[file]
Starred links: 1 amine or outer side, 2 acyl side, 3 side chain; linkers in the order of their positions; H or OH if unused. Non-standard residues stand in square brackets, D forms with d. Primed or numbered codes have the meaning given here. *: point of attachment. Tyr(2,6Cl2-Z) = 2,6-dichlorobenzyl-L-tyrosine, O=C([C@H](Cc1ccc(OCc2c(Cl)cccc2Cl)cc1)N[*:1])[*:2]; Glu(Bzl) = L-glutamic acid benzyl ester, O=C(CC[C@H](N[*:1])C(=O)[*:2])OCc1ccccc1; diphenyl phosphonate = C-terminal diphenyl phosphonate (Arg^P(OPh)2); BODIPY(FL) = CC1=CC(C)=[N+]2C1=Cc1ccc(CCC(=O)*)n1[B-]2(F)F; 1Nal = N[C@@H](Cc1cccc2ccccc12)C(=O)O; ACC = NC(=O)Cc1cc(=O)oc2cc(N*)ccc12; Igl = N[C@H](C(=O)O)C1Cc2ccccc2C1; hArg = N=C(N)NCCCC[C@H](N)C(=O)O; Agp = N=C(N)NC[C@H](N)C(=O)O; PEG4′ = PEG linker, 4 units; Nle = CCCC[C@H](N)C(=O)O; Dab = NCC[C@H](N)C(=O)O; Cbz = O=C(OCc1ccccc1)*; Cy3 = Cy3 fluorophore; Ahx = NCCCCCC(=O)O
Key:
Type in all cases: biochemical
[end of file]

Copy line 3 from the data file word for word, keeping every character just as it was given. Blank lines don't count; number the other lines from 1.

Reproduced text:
Type in all cases: biochemical